Dario Argento is a director who is often described as "the Italian Hitchcock". His films are very typical of the Italian approach that emphasizes poetic images over logical plot development, but he is more effective than most at making poetry out of violence.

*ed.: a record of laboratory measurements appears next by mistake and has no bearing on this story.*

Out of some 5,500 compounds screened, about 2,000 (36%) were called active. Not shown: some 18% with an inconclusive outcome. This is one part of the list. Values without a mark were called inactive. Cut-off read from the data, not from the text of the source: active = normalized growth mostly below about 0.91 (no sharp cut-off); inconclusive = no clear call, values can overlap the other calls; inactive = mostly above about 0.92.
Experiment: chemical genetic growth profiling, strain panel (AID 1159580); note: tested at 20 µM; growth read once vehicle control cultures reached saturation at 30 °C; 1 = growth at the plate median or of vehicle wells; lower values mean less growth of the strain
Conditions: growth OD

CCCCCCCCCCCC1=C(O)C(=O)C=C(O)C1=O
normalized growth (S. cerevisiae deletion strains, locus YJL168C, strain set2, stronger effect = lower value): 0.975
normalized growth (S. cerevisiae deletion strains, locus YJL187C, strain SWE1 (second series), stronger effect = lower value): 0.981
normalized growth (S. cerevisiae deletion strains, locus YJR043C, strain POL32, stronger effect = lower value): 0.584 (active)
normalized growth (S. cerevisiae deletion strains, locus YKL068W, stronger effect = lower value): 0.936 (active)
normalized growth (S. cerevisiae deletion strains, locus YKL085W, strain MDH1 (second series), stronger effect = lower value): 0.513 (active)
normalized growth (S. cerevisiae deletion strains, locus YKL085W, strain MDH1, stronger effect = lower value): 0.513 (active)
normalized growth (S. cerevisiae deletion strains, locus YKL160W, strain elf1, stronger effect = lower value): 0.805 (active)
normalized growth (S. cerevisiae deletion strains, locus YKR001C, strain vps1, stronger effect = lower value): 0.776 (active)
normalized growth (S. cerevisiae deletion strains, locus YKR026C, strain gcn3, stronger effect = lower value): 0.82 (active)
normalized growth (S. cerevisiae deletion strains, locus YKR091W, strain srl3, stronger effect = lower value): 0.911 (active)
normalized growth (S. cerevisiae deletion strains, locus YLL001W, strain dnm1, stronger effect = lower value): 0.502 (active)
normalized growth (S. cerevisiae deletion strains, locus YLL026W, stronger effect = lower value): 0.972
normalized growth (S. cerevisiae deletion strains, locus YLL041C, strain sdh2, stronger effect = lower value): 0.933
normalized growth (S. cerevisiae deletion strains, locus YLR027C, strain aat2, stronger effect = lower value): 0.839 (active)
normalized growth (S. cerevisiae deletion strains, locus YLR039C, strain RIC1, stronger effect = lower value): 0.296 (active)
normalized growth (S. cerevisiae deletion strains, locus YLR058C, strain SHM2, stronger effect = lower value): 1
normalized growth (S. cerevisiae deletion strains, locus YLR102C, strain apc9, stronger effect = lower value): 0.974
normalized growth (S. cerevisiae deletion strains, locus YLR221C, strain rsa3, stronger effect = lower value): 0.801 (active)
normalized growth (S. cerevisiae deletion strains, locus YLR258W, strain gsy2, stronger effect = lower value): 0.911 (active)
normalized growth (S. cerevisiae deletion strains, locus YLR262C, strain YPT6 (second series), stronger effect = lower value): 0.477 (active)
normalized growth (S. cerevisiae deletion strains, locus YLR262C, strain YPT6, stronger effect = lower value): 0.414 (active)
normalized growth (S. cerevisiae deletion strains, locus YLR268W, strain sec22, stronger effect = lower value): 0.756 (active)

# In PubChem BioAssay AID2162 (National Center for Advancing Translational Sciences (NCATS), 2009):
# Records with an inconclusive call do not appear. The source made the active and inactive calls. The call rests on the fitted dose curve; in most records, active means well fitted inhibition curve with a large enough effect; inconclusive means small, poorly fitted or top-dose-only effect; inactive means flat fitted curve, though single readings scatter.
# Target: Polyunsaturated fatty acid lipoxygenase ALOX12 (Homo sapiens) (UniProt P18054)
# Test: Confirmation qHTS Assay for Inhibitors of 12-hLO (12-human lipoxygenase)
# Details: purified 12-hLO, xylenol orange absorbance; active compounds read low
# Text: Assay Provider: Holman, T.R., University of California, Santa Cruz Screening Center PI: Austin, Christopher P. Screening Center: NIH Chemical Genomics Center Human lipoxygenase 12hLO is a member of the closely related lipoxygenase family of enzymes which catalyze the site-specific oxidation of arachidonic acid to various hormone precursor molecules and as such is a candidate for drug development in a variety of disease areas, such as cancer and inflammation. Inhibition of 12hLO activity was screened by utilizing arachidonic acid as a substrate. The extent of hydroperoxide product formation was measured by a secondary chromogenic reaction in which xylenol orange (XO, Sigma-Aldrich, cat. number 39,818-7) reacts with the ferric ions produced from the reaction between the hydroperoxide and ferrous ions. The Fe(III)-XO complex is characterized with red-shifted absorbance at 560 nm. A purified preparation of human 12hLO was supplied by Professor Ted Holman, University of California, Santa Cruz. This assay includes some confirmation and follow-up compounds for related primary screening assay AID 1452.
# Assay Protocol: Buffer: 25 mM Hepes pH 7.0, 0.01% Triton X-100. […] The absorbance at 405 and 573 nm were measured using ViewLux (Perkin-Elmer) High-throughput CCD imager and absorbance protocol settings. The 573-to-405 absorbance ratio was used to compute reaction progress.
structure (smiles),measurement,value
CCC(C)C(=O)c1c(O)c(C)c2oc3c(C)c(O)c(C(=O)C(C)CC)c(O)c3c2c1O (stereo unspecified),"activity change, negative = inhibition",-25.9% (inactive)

Argento's work alternates between giallo and horror. Bloody, choreographed murders committed by Argento's own gloved hands, shown in close-up, are a trademark of his films. A strong Alfred Hitchcock influence is evident in his work, and he also names Fritz Lang, Karl Dreyer and Ingmar Bergman as inspirations. He has collaborated with other filmmakers, including George Romero, with whom he co-wrote Dawn of the Dead (1978). The quality of Argento's work is considered to have declined since around 1990, but you want to see all his films anyway. Oddly, this time period roughly coincides with Opera, an adaptation of Shakespeare's "cursed" Macbeth that Argento believes to have brought him much bad luck.
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